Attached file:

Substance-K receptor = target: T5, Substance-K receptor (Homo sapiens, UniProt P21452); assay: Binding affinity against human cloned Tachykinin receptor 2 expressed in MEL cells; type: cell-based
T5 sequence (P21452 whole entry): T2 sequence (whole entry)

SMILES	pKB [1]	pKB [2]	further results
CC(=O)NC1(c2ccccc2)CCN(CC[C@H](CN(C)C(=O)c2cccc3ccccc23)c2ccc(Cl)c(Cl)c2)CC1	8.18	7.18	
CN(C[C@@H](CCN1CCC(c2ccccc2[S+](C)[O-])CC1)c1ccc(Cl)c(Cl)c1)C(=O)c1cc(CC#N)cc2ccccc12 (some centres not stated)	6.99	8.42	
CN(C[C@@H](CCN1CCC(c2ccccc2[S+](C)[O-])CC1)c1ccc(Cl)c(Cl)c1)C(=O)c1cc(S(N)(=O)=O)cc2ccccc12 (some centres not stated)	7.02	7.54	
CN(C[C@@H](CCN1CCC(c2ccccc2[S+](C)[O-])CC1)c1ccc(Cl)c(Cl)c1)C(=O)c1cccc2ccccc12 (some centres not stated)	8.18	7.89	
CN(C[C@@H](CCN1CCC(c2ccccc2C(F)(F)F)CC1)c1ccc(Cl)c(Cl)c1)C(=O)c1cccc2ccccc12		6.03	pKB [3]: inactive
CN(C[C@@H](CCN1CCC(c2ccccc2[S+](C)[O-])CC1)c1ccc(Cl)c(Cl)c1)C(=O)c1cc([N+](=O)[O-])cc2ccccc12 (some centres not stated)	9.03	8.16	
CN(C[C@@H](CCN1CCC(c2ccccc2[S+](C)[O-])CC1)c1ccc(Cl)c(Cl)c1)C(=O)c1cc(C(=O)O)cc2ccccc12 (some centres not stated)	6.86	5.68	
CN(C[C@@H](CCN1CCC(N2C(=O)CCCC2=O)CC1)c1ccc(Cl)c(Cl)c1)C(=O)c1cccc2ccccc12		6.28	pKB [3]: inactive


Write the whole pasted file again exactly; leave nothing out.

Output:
Substance-K receptor = target: T5, Substance-K receptor (Homo sapiens, UniProt P21452); assay: Binding affinity against human cloned Tachykinin receptor 2 expressed in MEL cells; type: cell-based
T5 sequence (P21452 whole entry): T2 sequence (whole entry)

SMILES	pKB [1]	pKB [2]	further results
CC(=O)NC1(c2ccccc2)CCN(CC[C@H](CN(C)C(=O)c2cccc3ccccc23)c2ccc(Cl)c(Cl)c2)CC1	8.18	7.18	
CN(C[C@@H](CCN1CCC(c2ccccc2[S+](C)[O-])CC1)c1ccc(Cl)c(Cl)c1)C(=O)c1cc(CC#N)cc2ccccc12 (some centres not stated)	6.99	8.42	
CN(C[C@@H](CCN1CCC(c2ccccc2[S+](C)[O-])CC1)c1ccc(Cl)c(Cl)c1)C(=O)c1cc(S(N)(=O)=O)cc2ccccc12 (some centres not stated)	7.02	7.54	
CN(C[C@@H](CCN1CCC(c2ccccc2[S+](C)[O-])CC1)c1ccc(Cl)c(Cl)c1)C(=O)c1cccc2ccccc12 (some centres not stated)	8.18	7.89	
CN(C[C@@H](CCN1CCC(c2ccccc2C(F)(F)F)CC1)c1ccc(Cl)c(Cl)c1)C(=O)c1cccc2ccccc12		6.03	pKB [3]: inactive
CN(C[C@@H](CCN1CCC(c2ccccc2[S+](C)[O-])CC1)c1ccc(Cl)c(Cl)c1)C(=O)c1cc([N+](=O)[O-])cc2ccccc12 (some centres not stated)	9.03	8.16	
CN(C[C@@H](CCN1CCC(c2ccccc2[S+](C)[O-])CC1)c1ccc(Cl)c(Cl)c1)C(=O)c1cc(C(=O)O)cc2ccccc12 (some centres not stated)	6.86	5.68	
CN(C[C@@H](CCN1CCC(N2C(=O)CCCC2=O)CC1)c1ccc(Cl)c(Cl)c1)C(=O)c1cccc2ccccc12		6.28	pKB [3]: inactive